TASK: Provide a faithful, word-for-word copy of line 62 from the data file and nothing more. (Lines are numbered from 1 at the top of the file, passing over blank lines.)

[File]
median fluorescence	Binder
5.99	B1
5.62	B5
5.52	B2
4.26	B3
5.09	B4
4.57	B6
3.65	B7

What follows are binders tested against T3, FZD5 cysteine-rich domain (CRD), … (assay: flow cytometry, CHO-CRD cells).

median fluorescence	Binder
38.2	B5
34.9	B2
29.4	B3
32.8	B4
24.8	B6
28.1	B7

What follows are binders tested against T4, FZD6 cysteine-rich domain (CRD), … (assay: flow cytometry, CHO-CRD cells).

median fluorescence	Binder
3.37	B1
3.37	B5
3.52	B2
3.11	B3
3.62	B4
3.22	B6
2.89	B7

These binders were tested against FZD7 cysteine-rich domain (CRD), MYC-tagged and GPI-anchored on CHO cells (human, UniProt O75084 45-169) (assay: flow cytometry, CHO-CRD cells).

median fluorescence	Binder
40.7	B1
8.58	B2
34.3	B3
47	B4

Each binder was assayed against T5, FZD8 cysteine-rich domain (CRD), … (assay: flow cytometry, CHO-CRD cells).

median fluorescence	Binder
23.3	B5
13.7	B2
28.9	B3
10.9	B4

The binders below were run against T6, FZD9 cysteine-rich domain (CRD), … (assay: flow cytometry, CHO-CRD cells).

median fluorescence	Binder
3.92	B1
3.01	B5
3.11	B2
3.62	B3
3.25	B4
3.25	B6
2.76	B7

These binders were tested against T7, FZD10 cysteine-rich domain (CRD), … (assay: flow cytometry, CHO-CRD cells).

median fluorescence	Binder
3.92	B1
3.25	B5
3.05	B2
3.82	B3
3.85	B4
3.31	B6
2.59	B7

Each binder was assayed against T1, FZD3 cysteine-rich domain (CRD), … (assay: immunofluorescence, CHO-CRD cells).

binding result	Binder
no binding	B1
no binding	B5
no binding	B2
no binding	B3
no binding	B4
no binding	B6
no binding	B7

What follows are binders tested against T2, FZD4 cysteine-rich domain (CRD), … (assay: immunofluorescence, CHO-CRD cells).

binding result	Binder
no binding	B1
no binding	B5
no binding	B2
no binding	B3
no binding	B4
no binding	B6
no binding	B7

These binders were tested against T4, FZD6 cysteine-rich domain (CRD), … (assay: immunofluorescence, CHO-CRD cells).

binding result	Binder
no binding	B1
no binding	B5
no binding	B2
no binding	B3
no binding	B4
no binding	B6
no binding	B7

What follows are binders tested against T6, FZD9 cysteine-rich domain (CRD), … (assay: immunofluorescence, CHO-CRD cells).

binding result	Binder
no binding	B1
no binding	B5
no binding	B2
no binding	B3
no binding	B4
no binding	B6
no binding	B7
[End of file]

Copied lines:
no binding	B4